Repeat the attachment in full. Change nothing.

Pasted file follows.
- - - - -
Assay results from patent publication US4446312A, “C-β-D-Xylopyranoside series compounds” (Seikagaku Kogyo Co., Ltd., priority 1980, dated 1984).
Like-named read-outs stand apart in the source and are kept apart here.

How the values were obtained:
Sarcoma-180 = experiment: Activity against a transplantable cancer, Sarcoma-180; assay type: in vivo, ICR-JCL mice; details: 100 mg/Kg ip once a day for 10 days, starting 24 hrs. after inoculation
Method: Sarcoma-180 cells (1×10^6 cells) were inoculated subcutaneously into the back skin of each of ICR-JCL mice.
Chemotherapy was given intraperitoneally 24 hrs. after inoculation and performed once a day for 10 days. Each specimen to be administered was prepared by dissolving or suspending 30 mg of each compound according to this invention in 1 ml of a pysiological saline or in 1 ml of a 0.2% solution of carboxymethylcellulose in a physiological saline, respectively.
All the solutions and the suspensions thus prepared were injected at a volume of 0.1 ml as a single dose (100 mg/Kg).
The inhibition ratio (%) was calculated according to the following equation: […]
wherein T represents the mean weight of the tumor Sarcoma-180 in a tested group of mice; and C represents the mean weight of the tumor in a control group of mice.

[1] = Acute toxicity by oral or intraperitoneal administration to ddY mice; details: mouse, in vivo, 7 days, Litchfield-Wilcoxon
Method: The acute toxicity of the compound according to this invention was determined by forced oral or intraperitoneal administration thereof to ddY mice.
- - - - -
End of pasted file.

Assay results from patent publication US4446312A, “C-β-D-Xylopyranoside series compounds” (Seikagaku Kogyo Co., Ltd., priority 1980, dated 1984).
Like-named read-outs stand apart in the source and are kept apart here.

How the values were obtained:
Sarcoma-180 = experiment: Activity against a transplantable cancer, Sarcoma-180; assay type: in vivo, ICR-JCL mice; details: 100 mg/Kg ip once a day for 10 days, starting 24 hrs. after inoculation
Method: Sarcoma-180 cells (1×10^6 cells) were inoculated subcutaneously into the back skin of each of ICR-JCL mice.
Chemotherapy was given intraperitoneally 24 hrs. after inoculation and performed once a day for 10 days. Each specimen to be administered was prepared by dissolving or suspending 30 mg of each compound according to this invention in 1 ml of a pysiological saline or in 1 ml of a 0.2% solution of carboxymethylcellulose in a physiological saline, respectively.
All the solutions and the suspensions thus prepared were injected at a volume of 0.1 ml as a single dose (100 mg/Kg).
The inhibition ratio (%) was calculated according to the following equation: […]
wherein T represents the mean weight of the tumor Sarcoma-180 in a tested group of mice; and C represents the mean weight of the tumor in a control group of mice.

[1] = Acute toxicity by oral or intraperitoneal administration to ddY mice; details: mouse, in vivo, 7 days, Litchfield-Wilcoxon
Method: The acute toxicity of the compound according to this invention was determined by forced oral or intraperitoneal administration thereof to ddY mice.